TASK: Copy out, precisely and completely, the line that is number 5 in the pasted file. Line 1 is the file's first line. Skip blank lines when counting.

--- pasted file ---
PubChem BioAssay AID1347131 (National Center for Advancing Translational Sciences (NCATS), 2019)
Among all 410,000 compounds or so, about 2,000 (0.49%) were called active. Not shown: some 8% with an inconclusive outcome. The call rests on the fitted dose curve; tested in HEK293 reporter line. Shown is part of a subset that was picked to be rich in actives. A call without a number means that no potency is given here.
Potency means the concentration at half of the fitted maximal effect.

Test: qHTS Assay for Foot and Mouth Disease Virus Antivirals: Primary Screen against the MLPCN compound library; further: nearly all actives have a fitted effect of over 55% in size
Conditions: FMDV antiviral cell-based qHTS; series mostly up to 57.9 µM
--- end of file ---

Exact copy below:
Conditions: FMDV antiviral cell-based qHTS; series mostly up to 57.9 µM